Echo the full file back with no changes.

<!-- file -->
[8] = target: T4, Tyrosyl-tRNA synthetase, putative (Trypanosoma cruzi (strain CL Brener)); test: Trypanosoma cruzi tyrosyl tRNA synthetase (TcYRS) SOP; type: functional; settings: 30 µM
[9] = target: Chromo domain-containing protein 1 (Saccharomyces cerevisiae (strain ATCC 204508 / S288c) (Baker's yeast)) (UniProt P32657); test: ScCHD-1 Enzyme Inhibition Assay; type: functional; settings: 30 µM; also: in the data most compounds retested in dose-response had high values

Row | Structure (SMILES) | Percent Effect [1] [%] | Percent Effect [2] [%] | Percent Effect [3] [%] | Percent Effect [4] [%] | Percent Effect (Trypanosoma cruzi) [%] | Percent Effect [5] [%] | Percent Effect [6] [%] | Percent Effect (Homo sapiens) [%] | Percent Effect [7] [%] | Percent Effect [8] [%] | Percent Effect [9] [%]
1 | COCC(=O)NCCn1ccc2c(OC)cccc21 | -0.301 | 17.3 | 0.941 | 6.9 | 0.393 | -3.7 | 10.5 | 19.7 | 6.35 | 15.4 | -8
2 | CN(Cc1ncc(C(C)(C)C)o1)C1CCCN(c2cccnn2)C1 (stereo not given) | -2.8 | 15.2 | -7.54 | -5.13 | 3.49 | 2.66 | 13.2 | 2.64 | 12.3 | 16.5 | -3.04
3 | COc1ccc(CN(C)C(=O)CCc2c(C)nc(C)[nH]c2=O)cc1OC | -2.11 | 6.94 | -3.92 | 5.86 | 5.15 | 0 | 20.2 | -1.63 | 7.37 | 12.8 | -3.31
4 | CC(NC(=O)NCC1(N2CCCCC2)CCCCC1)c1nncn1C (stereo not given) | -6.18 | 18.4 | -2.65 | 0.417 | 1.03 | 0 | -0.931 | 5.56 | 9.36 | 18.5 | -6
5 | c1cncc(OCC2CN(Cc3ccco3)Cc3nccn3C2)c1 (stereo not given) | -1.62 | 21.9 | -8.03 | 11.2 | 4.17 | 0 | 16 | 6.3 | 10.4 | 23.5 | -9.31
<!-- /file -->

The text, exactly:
[8] = target: T4, Tyrosyl-tRNA synthetase, putative (Trypanosoma cruzi (strain CL Brener)); test: Trypanosoma cruzi tyrosyl tRNA synthetase (TcYRS) SOP; type: functional; settings: 30 µM
[9] = target: Chromo domain-containing protein 1 (Saccharomyces cerevisiae (strain ATCC 204508 / S288c) (Baker's yeast)) (UniProt P32657); test: ScCHD-1 Enzyme Inhibition Assay; type: functional; settings: 30 µM; also: in the data most compounds retested in dose-response had high values

Row | Structure (SMILES) | Percent Effect [1] [%] | Percent Effect [2] [%] | Percent Effect [3] [%] | Percent Effect [4] [%] | Percent Effect (Trypanosoma cruzi) [%] | Percent Effect [5] [%] | Percent Effect [6] [%] | Percent Effect (Homo sapiens) [%] | Percent Effect [7] [%] | Percent Effect [8] [%] | Percent Effect [9] [%]
1 | COCC(=O)NCCn1ccc2c(OC)cccc21 | -0.301 | 17.3 | 0.941 | 6.9 | 0.393 | -3.7 | 10.5 | 19.7 | 6.35 | 15.4 | -8
2 | CN(Cc1ncc(C(C)(C)C)o1)C1CCCN(c2cccnn2)C1 (stereo not given) | -2.8 | 15.2 | -7.54 | -5.13 | 3.49 | 2.66 | 13.2 | 2.64 | 12.3 | 16.5 | -3.04
3 | COc1ccc(CN(C)C(=O)CCc2c(C)nc(C)[nH]c2=O)cc1OC | -2.11 | 6.94 | -3.92 | 5.86 | 5.15 | 0 | 20.2 | -1.63 | 7.37 | 12.8 | -3.31
4 | CC(NC(=O)NCC1(N2CCCCC2)CCCCC1)c1nncn1C (stereo not given) | -6.18 | 18.4 | -2.65 | 0.417 | 1.03 | 0 | -0.931 | 5.56 | 9.36 | 18.5 | -6
5 | c1cncc(OCC2CN(Cc3ccco3)Cc3nccn3C2)c1 (stereo not given) | -1.62 | 21.9 | -8.03 | 11.2 | 4.17 | 0 | 16 | 6.3 | 10.4 | 23.5 | -9.31